Sometimes, I think that teaching is a lot like farming. I know that statement won’t immediately convince most of you, but sometimes, you need to think of yourself as a farmer.
This principle is as old as time. It is fair to say that farming was one of the first professions. Farmers understood very early on about the relationship between the seeds and the plants. A tomato seed results in tomato plant!. Likewise, the transformation, or lack there of, is directly related to the seeds of work and wisdom we put into our students’ minds.
Nature eludes stretchable human intellect and ever increasing power of control. Nature constantly reminds farmers how dependent and vulnerable in it’s hands. Untimely rains, unwanted sunshine and underestimated winds all prove that ultimate result demands many elements to be just besides he artful efforts. Similarly, the handwork teachers put in might not show in test scores or behavioral changes; but, we need to find comfort in the fact that we tried in all humanely possible ways.
A single visit to any grocery store might make us believe that there is nothing like seasonal produce. All fruits and vegetable are available all-year-round. But this fallacy is hard to sell even to a young child. One of the cardinal characters of a farmers is to plan ahead. Waiting for the fruit season is part of his life. We all know in education that facts and knowledge takes its time to make an impression on him/her. Year long dedicated, sometimes individual, work with children doesn’t bear fruit immediately. Patience and persistence is virtue in good teachers.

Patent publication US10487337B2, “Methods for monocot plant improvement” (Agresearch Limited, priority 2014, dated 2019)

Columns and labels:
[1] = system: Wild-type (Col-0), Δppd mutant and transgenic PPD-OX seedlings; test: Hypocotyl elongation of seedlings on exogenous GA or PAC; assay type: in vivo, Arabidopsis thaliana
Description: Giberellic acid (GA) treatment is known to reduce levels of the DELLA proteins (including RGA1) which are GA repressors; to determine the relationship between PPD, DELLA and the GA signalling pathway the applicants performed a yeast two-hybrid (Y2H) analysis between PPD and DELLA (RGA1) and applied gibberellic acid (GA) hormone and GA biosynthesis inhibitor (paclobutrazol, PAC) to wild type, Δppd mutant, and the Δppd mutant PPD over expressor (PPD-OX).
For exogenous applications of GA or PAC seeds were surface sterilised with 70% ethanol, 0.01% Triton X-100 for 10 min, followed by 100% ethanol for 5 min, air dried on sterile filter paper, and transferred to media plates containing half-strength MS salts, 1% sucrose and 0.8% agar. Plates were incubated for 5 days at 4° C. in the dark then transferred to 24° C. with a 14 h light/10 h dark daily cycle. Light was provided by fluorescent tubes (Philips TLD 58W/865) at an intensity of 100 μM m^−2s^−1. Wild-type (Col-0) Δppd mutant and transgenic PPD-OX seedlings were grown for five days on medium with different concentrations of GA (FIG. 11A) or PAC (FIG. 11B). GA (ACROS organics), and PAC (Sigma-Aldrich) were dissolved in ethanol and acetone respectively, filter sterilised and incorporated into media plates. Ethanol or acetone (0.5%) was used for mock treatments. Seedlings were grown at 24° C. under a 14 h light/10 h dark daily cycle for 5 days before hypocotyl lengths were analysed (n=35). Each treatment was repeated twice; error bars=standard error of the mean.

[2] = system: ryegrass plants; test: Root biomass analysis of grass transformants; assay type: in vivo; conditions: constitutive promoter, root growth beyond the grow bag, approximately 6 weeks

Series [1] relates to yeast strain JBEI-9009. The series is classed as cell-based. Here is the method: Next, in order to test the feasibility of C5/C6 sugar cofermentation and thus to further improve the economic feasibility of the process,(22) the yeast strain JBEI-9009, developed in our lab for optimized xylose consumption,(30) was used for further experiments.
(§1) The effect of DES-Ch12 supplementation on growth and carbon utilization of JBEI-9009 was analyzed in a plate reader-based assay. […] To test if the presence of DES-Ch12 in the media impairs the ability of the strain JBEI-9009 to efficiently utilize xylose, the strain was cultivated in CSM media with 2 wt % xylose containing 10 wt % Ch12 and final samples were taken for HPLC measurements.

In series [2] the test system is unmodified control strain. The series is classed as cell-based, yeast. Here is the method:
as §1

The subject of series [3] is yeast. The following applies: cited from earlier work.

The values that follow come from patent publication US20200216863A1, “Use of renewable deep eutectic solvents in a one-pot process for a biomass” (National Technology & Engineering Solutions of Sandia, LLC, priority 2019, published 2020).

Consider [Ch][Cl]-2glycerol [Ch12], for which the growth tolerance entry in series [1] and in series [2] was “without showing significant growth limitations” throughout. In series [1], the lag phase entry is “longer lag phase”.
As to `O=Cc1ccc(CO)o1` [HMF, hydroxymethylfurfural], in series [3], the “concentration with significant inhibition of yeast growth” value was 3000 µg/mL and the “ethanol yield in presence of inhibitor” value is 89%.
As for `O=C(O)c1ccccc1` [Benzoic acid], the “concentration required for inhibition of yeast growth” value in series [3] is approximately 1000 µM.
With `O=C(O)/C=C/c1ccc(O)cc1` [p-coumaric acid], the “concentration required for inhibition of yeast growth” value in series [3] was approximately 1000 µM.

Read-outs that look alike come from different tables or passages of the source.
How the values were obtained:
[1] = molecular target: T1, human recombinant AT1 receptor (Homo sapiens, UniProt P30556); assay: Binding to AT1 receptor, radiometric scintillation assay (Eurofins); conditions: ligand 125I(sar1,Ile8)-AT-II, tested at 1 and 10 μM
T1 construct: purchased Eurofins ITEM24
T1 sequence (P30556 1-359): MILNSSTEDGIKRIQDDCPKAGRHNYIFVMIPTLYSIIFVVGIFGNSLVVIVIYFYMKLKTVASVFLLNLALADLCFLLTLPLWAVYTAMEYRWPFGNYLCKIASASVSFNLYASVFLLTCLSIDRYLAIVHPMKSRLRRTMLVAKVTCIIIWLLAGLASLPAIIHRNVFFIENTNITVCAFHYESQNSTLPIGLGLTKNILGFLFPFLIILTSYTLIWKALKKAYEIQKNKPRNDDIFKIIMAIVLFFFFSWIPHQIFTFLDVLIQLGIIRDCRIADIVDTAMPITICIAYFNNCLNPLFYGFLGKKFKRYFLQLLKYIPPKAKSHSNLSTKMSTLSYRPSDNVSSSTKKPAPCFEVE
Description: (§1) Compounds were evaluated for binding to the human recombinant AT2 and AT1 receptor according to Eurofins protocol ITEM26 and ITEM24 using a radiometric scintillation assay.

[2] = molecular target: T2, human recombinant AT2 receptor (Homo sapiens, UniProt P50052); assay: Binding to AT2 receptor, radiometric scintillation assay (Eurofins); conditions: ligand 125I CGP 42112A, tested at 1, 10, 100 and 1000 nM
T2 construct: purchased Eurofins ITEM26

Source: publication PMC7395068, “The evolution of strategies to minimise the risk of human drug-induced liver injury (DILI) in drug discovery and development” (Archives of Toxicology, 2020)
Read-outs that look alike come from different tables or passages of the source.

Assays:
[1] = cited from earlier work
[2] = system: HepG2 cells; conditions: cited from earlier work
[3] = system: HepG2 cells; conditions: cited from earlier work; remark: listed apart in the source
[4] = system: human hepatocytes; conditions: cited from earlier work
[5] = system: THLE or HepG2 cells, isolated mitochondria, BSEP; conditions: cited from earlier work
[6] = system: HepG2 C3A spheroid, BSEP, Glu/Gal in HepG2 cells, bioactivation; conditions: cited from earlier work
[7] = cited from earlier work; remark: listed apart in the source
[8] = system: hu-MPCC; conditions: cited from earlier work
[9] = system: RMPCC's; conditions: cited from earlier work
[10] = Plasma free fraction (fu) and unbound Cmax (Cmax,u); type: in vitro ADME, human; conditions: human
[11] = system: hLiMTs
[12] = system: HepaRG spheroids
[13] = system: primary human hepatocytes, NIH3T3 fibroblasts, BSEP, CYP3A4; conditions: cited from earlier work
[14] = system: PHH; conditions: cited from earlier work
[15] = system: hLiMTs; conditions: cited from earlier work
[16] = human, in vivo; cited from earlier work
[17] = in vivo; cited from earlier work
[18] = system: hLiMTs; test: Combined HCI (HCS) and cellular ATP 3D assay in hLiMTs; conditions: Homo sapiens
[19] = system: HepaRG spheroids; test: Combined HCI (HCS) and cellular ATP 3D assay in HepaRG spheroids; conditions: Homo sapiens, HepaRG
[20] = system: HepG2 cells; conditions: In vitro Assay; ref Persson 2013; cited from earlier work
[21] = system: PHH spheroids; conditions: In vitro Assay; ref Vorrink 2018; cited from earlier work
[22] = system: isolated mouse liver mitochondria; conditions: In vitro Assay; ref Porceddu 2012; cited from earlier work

Farming is purposeless if we reaped 1:1 for the seeds we sow. The abundance of fruit from a single seed is marvelous principle of nature. We as educators are constantly wondered by the amazing acts our students perform with the simple facts they learn in the classroom. Their innocent applications, disproportionately sophisticated experiments with the knowledge proves how they are ready to individualize the understanding.
A good farmer spends most of his day tending to his plants. Every day’s work is clearly seen in the fruit. From planting to pruning, from weeding to watering, constant care is essential for farming. Teachers know that every day’s lessons add to the previous knowledge and experiences. Constant care for social, technical, physical well-being of a child is critical piece of healthy education.
Now, I challenged myself to think of at least one difference between Farming and Teaching so here is one:
Farmers choose what seeds to plant; Teachers don’t pick their students
As teachers, we don’t get to select the students we want to teach. Adding to the dynamic nature of teaching is different levels of students in one classroom under one roof with one teacher. But, farmers enjoy the luxury of picking their seedlings to control the outcome.
I hope that you see a farmer in you when you walk into the classroom next time.